Nina Dimke picked the perfect spot for the Boston Marathon Monday morning — near the finish line, behind the flags, where she could watch her friends from Palm Beach County finish the race.
The Boynton Beach woman was there early enough to see the grandstands installed and take photos of police dogs sniffing around the course. At one point, as people started trickling into the stands, she saw a Boston cop make them leave and go through the security line.
Dimke, watching the cop, thought, “What a jerk. Isn’t that being a little precautious?”
Ricky Montez, of Palm Beach Gardens, running his first Boston Marathon, found the people of Boston welcoming and the weather great. “It was just an amazing day,” he said.
Jupiter resident Barry Green had attended the marathon more than 20 times, but only as a spectator. After a year of training, he was fulfilling a dream — running the marathon himself.
“I went there with my friends in middle school, I went there with my friends in high school, in college. I went there with my kids,” he said.
The whole 26.2 miles were lined with people, he said, cheering the runners on and handing out water bottles and Popsicles. Some would shout out the names on people’s jerseys.
“The people attending the Boston Marathon have a reputation for being second to none in terms of fans,” Green said.
“It was gorgeous outside,” Dimke said. “No wind. Perfect conditions for the run.”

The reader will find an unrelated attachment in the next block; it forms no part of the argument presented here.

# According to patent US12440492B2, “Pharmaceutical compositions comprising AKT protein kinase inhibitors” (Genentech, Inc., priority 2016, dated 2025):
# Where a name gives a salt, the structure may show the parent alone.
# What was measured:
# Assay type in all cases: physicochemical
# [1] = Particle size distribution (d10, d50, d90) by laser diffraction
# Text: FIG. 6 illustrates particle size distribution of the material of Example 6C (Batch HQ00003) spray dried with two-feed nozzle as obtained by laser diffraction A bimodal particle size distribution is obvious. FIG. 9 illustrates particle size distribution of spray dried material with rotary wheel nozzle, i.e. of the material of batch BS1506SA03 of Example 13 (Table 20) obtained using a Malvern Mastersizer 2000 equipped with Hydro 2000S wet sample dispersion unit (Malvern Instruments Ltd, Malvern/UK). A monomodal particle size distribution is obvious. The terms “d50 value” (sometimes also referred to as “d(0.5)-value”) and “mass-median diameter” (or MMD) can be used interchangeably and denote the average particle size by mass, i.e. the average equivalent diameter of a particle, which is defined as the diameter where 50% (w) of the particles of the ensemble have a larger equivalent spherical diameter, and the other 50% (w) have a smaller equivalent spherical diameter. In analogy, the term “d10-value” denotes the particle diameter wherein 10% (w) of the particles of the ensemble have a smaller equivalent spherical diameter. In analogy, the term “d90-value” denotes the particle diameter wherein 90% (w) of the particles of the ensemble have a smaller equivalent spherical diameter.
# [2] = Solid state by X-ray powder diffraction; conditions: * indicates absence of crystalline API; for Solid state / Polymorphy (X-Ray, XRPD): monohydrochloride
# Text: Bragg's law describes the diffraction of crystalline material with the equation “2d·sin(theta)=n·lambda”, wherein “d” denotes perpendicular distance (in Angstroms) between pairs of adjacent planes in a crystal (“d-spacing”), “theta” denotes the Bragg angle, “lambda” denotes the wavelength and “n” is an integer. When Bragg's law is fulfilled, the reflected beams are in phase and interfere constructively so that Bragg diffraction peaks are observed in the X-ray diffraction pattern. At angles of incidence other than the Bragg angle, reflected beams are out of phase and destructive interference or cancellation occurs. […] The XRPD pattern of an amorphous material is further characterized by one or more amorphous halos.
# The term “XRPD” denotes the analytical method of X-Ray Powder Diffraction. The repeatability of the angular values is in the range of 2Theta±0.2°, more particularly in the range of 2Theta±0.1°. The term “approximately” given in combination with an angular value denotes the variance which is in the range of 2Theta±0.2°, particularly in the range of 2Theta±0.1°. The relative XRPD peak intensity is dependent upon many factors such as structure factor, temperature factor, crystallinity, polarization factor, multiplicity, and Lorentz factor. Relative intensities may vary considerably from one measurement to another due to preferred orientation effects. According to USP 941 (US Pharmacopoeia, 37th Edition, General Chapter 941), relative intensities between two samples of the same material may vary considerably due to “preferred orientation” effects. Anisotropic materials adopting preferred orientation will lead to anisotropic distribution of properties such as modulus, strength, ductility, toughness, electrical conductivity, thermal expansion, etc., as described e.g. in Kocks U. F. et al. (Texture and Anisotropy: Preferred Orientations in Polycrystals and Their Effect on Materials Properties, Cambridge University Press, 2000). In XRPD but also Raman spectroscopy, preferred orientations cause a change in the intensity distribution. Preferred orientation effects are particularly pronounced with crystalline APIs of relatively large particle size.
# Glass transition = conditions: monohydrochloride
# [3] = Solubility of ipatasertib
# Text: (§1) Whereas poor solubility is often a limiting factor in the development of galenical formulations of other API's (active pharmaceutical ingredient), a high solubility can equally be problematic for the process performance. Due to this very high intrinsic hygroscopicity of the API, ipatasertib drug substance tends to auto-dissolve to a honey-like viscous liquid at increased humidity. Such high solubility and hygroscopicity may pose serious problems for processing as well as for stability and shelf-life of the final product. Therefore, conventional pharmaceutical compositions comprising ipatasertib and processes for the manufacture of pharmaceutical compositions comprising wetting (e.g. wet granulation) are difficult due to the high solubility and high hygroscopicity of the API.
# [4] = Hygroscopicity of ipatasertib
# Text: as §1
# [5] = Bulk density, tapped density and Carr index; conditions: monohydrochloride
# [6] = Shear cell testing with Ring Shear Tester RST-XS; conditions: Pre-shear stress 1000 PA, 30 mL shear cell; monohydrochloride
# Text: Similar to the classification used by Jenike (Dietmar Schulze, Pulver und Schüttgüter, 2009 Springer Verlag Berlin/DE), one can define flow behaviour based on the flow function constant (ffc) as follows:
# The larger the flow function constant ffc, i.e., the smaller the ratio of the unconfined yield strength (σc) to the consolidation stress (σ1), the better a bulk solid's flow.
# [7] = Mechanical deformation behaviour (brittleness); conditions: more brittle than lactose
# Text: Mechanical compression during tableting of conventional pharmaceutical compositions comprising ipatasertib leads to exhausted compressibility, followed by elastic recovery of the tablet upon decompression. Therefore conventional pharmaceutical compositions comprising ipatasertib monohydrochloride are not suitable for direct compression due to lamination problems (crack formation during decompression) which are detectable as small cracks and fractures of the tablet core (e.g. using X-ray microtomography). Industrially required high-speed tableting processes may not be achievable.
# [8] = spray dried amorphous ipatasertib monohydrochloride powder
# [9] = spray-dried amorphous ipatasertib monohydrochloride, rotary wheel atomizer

Michael Papa, of Palm Beach Gardens, also was running his first Boston Marathon. He was in the third and final wave of runners, starting at 10:40 a.m.
He felt good and the crowd, especially near the end, kept him into it.
“I was having a blast,” he said.
Montez and several local runners finished about 1 p.m. Dimke met up with him and others at a nearby park before going to lunch on Boylston Street.
Lilia Drew, of Jupiter, finished her first Boston Marathon about an hour later. It was the best marathon since her first one five years ago in Palm Beach, she said.
“Those 26 miles went by in a heartbeat,” she said. “Every step of the way, there’s thousands of people cheering you on.”
After finishing, she went to the Four Seasons for lunch.
About a mile short of the finish line, a leg cramp stalled Papa. He stretched for 30 seconds before continuing.
He had less than 150 yards to go when he heard the first explosion.
“You didn’t know what it was. Was it some idiot throwing fireworks?”
“It was a significant boom. You could feel it,” Dimke said.
“You’re running, and then the group of people in front of you all of a sudden turn,” Papa said. “Some are bleeding, some are crying, and they’re all coming at you. There’s smoke. The cops flooded everything. We were blocked off. They shut the road off behind us.”
“I just remember hearing the explosion and thinking, What?” Montez said. “You could see the course, and all of a sudden you see a little bit of smoke coming into our vision, and then all of a sudden you see runners running the exact opposite way, at full sprint. … It was pandemonium.”
Kelley Rosen of Delray Beach was celebrating a block from the finish line.
“The whole place was loud. Everyone was cheering,” she said. “And it went dead silent. The whole city.”
“It was just people screaming and running,” Dimke said. “It was amazing how quickly people were crying and covering their faces and running full speed.”